17th April 2020
Malpas, Falmouth, UK 50 14.00 N 5 01.11 W
Everyone has their favourite activities. Some collect stamps, some spot trains, some like cycling, running and swimming. Some people like to combine activities such as those who collect stamps of trains and those who partake in triathlons. On Ruffian we like sailing, running and cycling. With sailing off the agenda we’ve taken to our own style of duathlon.
In preparation for the inaugural ’Ruffian Duathlon’ we felt we ought to do some road bike training and so out came the trusty Bromptons. Iain has been used to satisfying his mid-life crisis by riding a Carbon Fibre Synapse 105, which weighs about as much as a grape and matches his Lycra kit to complete the middle-aged man in Lycra look. Fiona takes a slightly different approach to cycling where elegance and finesse top the bill, and she’d happily pedal along with a wicker basket out front and ribbons streaming in her hair.
With this slightly different approach to cycling off they went. Iain powered up every hill, tucking on the downs and standing in the pedals to coax the Brompton into the red. Fiona on the other had was having a lovely time listening to the birds, gazing at the ever-changing views as they swept past, waving at the very occasional car, and spotting rainbows posted up in windows.
Hearing a car approach from behind Iain decided he ought to whip to his Brompton into the red zone of its performance. Down went the power, up Iain rose on the pedals and then off went the chain. The Brompton bucked and Iain lurched off to the right, totally out of control and into the path of the approaching car. Thankfully it stopped and waited for Iain to pick himself up, but the Brompton had bitten and Iain was now the one seeing red; dripping down his elbow, knee and wrist. The limit of the Brompton had been found.
As the riding continued, now with the Brompton’s limits being respected, we explored the more exclusive corners of Falmouth. We passed house after house where it seemed obligatory to have an SUV and 2-seater sports car parked outside and walls of glass making the uninterrupted views of the empty bay go on forever. The houses were devoid of people and no life could be seen anywhere; maybe they were out training too?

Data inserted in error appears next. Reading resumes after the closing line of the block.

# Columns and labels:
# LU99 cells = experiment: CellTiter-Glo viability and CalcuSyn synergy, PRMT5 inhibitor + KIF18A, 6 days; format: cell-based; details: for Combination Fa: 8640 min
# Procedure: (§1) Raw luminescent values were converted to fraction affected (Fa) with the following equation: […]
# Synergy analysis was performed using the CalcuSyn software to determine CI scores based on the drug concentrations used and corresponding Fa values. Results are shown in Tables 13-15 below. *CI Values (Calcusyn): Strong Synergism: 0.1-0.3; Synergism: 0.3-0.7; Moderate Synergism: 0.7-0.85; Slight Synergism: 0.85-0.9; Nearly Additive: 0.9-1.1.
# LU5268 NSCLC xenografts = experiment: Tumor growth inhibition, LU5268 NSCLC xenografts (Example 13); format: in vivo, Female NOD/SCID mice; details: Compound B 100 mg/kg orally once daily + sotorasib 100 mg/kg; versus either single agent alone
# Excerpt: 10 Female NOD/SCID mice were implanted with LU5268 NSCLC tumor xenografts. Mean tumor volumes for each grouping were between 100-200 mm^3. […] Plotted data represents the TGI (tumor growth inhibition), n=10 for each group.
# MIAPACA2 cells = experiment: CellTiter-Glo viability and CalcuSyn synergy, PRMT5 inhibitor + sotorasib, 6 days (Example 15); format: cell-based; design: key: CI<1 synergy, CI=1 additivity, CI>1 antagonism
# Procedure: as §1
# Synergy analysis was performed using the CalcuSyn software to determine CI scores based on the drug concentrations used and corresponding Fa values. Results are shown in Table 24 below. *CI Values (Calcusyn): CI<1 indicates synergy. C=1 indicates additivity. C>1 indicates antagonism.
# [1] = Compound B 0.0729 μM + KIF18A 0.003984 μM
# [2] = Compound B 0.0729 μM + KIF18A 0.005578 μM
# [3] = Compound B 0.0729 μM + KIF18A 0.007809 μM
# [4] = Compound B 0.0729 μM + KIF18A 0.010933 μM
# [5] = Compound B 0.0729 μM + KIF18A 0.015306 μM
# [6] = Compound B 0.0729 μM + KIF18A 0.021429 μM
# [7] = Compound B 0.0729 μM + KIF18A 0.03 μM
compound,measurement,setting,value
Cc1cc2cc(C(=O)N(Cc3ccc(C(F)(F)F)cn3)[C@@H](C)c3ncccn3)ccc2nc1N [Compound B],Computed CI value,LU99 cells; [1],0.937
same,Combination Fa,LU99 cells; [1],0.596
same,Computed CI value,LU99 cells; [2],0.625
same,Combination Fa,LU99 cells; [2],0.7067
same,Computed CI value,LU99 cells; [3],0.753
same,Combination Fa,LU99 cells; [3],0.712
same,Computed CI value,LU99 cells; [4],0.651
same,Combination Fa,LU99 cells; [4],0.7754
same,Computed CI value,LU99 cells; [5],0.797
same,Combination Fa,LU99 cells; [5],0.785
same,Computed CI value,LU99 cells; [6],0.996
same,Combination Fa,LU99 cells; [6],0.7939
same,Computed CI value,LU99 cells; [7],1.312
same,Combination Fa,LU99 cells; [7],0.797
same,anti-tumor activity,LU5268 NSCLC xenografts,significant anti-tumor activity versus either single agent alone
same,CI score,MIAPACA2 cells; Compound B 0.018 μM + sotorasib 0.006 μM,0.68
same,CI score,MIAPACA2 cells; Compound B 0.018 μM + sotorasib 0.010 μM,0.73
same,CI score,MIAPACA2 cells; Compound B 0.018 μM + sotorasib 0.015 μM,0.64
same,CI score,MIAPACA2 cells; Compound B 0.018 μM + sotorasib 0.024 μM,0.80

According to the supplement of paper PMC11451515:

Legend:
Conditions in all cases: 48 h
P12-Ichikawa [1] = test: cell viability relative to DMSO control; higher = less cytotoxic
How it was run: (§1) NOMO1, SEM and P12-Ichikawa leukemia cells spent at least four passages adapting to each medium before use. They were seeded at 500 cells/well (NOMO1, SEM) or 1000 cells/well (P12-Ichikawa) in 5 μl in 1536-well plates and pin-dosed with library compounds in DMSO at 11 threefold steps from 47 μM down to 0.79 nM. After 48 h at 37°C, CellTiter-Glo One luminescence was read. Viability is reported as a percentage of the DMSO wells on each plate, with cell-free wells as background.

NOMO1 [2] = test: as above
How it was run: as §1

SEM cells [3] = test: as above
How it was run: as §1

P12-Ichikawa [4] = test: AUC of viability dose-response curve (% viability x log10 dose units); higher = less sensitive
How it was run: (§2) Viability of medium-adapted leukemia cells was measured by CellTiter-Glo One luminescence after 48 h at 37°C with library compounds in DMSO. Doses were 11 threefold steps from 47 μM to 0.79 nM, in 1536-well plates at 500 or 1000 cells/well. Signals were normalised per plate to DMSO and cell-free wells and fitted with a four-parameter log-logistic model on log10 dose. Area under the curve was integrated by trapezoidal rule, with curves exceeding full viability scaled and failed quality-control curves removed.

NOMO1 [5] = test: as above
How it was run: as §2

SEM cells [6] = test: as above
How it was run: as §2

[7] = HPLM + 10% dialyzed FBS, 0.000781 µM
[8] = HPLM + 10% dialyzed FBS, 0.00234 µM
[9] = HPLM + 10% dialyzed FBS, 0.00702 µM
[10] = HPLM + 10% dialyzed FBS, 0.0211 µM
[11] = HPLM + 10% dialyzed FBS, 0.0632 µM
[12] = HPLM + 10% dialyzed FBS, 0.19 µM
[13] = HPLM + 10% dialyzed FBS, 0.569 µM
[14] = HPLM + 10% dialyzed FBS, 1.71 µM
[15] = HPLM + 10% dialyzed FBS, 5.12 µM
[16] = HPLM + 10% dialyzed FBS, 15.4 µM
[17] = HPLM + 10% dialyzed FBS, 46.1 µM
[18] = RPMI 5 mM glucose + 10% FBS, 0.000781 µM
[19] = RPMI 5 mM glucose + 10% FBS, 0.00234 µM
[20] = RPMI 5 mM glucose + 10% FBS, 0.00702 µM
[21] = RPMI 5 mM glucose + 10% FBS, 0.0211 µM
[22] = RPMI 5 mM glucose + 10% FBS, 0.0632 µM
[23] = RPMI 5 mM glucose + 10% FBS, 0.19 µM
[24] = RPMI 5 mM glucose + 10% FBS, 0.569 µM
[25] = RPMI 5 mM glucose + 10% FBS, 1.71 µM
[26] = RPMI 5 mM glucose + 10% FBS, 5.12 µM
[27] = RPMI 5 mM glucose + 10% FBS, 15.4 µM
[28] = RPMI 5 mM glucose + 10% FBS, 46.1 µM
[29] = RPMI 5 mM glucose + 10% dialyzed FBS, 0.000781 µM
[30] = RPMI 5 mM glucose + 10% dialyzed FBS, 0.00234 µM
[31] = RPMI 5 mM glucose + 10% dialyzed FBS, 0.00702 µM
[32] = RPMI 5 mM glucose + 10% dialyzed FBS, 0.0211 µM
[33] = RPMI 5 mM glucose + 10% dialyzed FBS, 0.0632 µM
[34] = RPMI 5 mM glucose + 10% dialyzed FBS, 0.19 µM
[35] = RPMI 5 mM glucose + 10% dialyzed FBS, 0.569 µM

The following day dawned and it was now time for the big ‘Ruffian Duathlon’. The plan was to cross the river on the ferry, climb some of the big hills in to the east of Falmouth, hike to a point and cross the finish line at the ferry. The hills proved to be beyond the Bromptons and their rider’s capabilities; The Bromptons really enjoyed the push to the tops, Iain and Fiona less so. Once at the top, the views extended over the bay to the west and across to the channel in the east, in the sunshine England really is a green and pleasant land. With the first activity complete it was time for the hike.
In true Iain fashion, where walks usually consist of delights such as yellow fever cemeteries, local dumps and beaches covered in rotting seaweed (among notable favourites), it came as no surprise that we walked around fields devoid of any vegetation and through forests where the all the trees had been recently removed. This desolation did however lead to the most amazing shoreline where gentle waves lapped onto the rocks that were covered in oysters, whelks, mussels and cockles. A perfect place to rest mid duathlon for a grapefruit, absorb some sun and feel truly removed from the current Covid crisis.
The duathlon finish line was now calling, however this was a finish line with a twist, the finish line was for the final ferry of the day. If we missed the ferry, we’d either have a 30 mile bike ride (which neither of our bottoms could happily handle) or a swim across the river to Brock (which wasn’t on the agenda as this wasn’t a Triathlon). We’d loitered too long, tried to escape for too long and we’d whiled away too many precious moments.
Driving the Bromptons to theirlimits, but having been warned not to cross them, we careered down the final hill to the noise of chain being drawn through the ferry. Was this it arriving or leaving? Turning the final corner we heard the clang of the ramp hitting our side of the river and we scooted on in the nick of time. All however was not well.
In our haste at the beach Iain had neglected to pick up all our belongings. He’d left behind his brand new Gerber, at the low water mark, being touched by the lapping waves and caressed by the tiny stones that made up the beach. The next day he vowed to return and search for it.
The search and rescue mission gave rise to a duathlon rematch, but would the Gerber be present on our return or buried by stones or washed out to sea. Once again walking our bikes up the hills and walking through the fields of desolation our timing was perfect. There down on the beach, just as the tide was starting to come in, with wavelets gently lapping against the hard metal was Iain’s beloved Gerber. Lady luck was smiling on us. With aching legs and bruised bottoms the duathlons were a huge success and we can see a full series occurring. However, with the weather turning wet and windy we’re pleased that there are some lay days in-front of us.
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